The ICRI was established at the Convention on Biological Diversity in December 1994 by the governments of Australia, France, Japan, Jamaica, the United Kingdom, the Philippines, Sweden, and the US.

It soon attracted the support of additional governments, UN organizations, multilateral development banks, environmental and developmental NGOs, and the private sector.

Many countries are already receiving support from organizations like the World Bank - which has helped fund the creation of several oceanic parks in the Philippines and Indonesia, Mr. Ogden says. Meanwhile, as the ICRI gains ground, it's expected that many other nations with coral reefs will follow suit. Doubts remain, however, over whether the organization will be actively supported in the future.

"Developed countries create 'paper parks' just as fast - for political reasons - as developing nations do and don't provide the ongoing funds," Ogden says. An example is America's second-largest oceanic park in the Florida Keys that has no budget to maintain its status, he says.

"The political will is often lacking to make the sacrifices," he says. It is the same situation for many of the world's 800 or so oceanic parks, Ogden says.

While scientists' support for coral reef preservation is growing, tourists and divers aren't always aware of the fragility of these ecosystems. American vacationer Wesley Trammel, for example, was surprised to learn of the threatened coral reefs here in Portobello.

"I had no idea," he says. "Smelling the bay in Panama City you can imagine that whatever reefs are there are in big trouble, but here in Portobello, I'd assume they would be in better condition," he says.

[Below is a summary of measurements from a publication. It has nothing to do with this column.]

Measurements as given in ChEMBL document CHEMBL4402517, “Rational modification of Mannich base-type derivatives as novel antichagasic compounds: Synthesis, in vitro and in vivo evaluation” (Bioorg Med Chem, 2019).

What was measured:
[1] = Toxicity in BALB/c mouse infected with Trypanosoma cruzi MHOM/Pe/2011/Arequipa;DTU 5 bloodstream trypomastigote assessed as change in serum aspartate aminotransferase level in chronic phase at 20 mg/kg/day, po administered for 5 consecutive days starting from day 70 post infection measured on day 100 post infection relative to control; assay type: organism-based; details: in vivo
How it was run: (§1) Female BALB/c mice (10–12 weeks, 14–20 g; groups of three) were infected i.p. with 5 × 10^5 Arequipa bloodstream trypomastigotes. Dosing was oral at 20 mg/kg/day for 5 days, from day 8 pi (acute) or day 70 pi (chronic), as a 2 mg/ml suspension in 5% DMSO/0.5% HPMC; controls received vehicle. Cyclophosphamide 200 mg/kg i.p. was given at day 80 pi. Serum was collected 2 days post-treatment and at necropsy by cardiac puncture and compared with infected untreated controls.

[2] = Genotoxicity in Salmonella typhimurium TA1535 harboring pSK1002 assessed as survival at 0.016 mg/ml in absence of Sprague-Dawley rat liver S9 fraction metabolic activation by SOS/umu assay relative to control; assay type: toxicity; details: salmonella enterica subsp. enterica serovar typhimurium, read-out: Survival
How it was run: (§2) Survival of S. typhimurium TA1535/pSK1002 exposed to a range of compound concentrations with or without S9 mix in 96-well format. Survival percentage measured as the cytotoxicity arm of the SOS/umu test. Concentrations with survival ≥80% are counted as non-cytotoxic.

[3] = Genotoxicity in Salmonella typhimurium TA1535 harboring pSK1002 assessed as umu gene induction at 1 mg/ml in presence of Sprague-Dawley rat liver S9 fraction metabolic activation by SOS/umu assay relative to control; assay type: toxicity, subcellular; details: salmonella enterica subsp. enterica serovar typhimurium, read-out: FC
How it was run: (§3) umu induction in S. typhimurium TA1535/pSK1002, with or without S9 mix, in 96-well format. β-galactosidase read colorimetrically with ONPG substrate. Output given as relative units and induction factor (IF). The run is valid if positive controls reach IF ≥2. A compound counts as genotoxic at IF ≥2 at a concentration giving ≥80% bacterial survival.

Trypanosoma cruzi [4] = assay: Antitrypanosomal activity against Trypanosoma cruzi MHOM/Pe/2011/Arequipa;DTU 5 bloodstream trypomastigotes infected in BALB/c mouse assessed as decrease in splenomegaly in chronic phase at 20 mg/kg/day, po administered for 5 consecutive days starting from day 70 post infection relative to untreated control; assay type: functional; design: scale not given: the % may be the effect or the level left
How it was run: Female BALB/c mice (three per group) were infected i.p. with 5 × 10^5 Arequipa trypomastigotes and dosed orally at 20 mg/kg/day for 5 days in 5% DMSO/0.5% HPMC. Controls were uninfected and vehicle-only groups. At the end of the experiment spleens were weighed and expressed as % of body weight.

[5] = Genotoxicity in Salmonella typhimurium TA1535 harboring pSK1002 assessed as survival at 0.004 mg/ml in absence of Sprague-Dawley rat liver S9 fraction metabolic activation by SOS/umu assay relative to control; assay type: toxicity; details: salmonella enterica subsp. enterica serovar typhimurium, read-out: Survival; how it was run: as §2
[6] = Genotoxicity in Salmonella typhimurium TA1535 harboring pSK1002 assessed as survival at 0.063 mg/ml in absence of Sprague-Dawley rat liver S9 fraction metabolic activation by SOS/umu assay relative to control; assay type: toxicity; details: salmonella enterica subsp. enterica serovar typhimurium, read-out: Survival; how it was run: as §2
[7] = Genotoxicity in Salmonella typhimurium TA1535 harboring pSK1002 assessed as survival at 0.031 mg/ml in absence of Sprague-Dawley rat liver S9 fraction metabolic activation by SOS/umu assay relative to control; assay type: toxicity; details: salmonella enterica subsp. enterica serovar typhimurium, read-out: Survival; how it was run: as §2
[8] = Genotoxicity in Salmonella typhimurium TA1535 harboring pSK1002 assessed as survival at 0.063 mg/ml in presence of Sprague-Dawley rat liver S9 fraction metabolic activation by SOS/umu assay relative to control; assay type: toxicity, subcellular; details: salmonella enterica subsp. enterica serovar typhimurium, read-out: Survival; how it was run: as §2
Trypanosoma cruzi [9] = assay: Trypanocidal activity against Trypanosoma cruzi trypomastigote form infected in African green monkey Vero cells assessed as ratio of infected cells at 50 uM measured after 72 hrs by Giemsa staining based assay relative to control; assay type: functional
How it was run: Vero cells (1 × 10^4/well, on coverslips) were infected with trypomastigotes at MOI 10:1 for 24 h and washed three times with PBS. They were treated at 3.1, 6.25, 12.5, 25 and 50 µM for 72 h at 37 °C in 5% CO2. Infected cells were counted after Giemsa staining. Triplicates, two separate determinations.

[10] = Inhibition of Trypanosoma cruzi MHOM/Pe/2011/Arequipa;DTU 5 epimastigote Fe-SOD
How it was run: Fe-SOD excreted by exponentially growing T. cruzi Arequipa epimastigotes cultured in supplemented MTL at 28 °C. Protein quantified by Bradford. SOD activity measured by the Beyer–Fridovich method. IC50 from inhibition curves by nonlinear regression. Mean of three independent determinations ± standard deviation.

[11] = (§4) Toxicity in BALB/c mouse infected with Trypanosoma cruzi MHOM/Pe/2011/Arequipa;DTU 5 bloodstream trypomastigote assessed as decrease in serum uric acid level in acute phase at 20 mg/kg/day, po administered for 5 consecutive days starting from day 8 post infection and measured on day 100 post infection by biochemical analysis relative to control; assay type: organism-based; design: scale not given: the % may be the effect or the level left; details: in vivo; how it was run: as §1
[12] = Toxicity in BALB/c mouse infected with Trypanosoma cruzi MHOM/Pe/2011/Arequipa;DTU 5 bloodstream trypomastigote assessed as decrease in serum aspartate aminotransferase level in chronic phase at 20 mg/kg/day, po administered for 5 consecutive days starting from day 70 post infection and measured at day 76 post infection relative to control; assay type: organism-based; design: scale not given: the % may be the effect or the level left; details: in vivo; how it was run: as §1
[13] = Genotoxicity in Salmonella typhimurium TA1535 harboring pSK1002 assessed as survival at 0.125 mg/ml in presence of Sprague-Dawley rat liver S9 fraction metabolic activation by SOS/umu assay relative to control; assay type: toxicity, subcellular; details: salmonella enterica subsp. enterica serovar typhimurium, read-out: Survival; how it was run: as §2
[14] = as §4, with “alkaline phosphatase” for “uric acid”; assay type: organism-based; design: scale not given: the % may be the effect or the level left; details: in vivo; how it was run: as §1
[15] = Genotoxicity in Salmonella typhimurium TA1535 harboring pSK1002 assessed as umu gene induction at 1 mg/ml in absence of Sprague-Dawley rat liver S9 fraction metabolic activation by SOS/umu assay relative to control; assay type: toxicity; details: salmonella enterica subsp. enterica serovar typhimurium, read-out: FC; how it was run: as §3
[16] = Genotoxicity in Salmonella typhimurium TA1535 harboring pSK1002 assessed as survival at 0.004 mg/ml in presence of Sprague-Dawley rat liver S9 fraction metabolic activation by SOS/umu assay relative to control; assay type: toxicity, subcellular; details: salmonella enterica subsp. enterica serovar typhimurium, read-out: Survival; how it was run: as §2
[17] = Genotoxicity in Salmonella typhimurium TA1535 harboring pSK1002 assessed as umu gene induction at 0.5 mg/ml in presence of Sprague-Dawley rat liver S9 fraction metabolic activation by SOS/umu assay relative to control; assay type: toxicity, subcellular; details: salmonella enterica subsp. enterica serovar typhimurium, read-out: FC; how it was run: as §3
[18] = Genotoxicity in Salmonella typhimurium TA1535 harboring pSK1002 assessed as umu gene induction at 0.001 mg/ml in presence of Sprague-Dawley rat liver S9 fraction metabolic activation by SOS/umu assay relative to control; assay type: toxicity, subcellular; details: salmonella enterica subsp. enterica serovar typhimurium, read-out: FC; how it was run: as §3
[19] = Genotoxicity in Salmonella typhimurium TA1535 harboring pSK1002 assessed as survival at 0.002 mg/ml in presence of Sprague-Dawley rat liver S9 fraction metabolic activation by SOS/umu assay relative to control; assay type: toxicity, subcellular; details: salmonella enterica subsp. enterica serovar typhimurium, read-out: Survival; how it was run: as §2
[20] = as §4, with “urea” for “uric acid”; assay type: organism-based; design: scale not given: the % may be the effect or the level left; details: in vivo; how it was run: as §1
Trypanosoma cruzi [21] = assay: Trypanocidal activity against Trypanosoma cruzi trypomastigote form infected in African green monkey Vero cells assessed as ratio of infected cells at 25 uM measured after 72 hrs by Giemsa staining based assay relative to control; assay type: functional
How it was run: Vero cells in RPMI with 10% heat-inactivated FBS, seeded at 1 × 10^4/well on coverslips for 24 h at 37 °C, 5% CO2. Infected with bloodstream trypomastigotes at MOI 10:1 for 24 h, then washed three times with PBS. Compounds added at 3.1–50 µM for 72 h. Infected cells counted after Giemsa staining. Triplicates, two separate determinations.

An estimate by the ICRI issued in 1995 indicated that reefs in 93 countries have been damaged or destroyed. In Jamaica alone, live coral cover has decreased by 90 percent while a similar situation exists in Panama. Other figures show a 50 percent decline in many areas of the Caribbean, according to Jeremy Jackson, a senior research scientist at the Smithsonian Tropical Research Institute in Panama City.

"All of a sudden we have woken up and in a very few years realized the gravity of the situation," says Mr. Jackson. In an area such as the Caribbean, Jackson says that a number of "meta-populations" (many reef systems in close proximity to one another) must exist for coral reefs to survive.

Due to the reef's susceptibility to natural disasters and coral bleaching, it needs plenty of other reefs in the area to allow it to re-colonize, Jackson says.

"If the number of different places falls below the critical level, the species becomes extinct, because it won't be able to colonize at a sufficient rate following even natural disasters," he says. In this situation, healthy-looking coral reefs, straining under the pressures of human influences, could be just a natural disaster away from extinction, he says.

Although coral bleaching is a recently discovered phenomenon and a natural occurrence it is nevertheless causing concern among scientists. "After a "bleaching event," the nemesis of coral colonies - seaweed - will move in and make it difficult for the coral to re-establish themselves. Although many "bleached" reefs do return to their previous state, it is a lengthy process.